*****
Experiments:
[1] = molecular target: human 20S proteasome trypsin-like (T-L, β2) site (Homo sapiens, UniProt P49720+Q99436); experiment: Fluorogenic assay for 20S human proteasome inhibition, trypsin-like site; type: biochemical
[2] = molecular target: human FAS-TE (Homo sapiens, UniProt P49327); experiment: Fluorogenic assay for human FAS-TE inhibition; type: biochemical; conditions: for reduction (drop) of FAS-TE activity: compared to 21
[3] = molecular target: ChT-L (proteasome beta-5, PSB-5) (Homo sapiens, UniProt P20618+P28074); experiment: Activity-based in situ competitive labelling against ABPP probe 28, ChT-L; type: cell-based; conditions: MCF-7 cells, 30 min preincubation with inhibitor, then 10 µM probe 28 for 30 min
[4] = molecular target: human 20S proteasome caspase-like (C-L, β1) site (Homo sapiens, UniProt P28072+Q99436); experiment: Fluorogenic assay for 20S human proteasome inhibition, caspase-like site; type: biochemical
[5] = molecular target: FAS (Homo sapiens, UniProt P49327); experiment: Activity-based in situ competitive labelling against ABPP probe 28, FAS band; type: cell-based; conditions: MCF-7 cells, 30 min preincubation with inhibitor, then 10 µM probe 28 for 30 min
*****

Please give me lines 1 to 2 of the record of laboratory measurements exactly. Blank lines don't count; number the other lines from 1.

Experiments:
[1] = molecular target: human 20S proteasome trypsin-like (T-L, β2) site (Homo sapiens, UniProt P49720+Q99436); experiment: Fluorogenic assay for 20S human proteasome inhibition, trypsin-like site; type: biochemical